By David Cyranoski
Tucked away in Tokyo’s trendiest fashion district — two floors above a pricey French patisserie, and alongside nail salons and jewellers — the clinicians at Helene Clinic are infusing people with stem cells to treat cardiovascular disease. Smartly dressed female concierges with large bows on their collars shuttle Chinese medical tourists past an aquarium and into the clinic’s examination rooms.
In a typical treatment at Helene, clinicians take skin biopsies from behind the ear and extract stem cells from the fat tissue within. Then they multiply the cells, infuse them intravenously and, they claim, let them home in on the damage — in this case, arteries stiffened by atherosclerosis.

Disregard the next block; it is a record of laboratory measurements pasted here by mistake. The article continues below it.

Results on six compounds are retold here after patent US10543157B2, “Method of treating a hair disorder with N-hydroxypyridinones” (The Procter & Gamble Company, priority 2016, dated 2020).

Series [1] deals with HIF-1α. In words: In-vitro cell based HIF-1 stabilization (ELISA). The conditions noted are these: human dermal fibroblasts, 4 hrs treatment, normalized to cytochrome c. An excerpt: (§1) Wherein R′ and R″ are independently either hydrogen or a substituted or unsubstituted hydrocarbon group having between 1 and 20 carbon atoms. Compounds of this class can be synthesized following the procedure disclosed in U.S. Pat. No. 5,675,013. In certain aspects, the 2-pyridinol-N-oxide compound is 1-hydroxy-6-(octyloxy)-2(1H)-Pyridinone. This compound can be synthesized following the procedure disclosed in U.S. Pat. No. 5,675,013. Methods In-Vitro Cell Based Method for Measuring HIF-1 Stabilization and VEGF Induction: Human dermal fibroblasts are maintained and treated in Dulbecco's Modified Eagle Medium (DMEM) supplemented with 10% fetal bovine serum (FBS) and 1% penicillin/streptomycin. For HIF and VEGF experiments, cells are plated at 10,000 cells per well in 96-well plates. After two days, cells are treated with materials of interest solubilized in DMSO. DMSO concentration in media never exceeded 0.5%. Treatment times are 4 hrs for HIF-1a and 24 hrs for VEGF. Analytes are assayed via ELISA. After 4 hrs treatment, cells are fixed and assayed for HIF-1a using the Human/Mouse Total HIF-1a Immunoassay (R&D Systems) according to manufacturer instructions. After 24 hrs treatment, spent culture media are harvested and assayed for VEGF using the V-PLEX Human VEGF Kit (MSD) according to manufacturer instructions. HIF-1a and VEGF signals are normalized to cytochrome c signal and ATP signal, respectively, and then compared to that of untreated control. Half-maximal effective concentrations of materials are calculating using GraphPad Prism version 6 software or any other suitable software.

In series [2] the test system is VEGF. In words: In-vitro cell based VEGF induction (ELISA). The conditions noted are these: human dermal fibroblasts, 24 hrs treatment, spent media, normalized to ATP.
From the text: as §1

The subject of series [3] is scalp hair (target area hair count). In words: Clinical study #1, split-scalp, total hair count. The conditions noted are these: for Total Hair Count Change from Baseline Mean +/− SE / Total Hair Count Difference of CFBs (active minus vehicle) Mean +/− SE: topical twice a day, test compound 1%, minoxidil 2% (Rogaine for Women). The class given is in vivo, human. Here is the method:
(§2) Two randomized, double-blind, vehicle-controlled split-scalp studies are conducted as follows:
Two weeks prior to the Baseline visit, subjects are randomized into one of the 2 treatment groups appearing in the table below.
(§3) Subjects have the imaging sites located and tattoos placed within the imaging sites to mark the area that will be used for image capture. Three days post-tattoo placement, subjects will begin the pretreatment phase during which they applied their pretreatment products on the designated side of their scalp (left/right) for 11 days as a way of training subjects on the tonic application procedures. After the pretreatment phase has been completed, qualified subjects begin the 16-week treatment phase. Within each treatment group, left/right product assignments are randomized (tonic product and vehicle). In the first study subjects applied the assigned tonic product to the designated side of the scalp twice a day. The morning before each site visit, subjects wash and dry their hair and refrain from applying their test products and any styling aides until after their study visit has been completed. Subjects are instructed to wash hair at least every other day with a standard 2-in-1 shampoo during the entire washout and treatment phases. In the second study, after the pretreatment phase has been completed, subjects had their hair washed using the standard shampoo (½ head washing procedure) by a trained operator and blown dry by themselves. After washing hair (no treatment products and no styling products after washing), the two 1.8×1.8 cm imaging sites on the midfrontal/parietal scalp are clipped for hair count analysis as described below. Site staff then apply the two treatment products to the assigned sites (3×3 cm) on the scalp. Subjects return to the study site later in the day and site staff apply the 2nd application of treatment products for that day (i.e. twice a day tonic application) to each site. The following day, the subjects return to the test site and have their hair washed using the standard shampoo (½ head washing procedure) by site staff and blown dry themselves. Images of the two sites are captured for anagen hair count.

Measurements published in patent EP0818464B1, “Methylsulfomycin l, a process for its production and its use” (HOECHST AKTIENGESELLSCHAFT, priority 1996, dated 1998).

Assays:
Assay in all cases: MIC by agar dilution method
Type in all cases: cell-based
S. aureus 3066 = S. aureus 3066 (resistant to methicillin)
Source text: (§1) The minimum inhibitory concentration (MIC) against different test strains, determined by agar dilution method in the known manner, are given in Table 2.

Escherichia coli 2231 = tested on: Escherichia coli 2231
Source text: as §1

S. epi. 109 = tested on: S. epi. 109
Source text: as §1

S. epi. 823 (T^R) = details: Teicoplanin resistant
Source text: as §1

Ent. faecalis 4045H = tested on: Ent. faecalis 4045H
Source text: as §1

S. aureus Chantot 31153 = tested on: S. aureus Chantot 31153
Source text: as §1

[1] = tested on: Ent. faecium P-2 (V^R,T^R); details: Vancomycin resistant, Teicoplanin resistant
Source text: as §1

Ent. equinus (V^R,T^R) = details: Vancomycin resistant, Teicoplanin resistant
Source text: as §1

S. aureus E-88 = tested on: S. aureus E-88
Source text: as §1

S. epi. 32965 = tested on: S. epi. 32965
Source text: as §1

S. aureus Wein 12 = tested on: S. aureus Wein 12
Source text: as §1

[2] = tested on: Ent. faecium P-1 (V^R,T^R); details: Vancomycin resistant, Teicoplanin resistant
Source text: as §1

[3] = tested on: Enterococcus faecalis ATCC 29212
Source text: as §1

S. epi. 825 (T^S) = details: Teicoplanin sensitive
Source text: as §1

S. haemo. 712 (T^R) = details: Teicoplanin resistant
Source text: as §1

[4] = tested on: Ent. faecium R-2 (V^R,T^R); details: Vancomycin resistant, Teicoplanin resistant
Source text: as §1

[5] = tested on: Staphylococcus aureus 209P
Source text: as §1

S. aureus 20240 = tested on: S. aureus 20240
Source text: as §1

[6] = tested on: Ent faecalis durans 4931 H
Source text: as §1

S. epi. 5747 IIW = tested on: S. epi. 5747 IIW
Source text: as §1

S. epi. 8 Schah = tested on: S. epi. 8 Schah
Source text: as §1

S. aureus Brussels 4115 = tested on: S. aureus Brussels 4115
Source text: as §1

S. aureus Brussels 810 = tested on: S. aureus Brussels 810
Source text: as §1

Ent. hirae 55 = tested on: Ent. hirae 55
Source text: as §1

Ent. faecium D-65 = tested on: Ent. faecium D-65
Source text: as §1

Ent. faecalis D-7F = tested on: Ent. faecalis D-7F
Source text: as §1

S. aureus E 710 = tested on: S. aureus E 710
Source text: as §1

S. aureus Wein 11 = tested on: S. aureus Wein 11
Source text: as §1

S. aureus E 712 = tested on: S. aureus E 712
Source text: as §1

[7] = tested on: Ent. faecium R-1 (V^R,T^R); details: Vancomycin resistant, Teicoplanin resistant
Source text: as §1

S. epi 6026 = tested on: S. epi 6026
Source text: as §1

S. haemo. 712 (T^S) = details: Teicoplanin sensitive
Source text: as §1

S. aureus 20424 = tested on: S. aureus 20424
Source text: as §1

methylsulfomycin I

Two posters on the wall outline promising results backed by major pharmaceutical companies and published in top scientific journals. They lend an air of legitimacy, but neither presents data on treatments offered at the clinic. When pressed for details by a visitor (who did not identify himself as a journalist), a concierge said that she could not offer evidence that Helene’s services are effective at treating the condition, mainly because results vary by patient. She eventually explained that the treatment is more for prevention. “It’s for anti-ageing,” she said.
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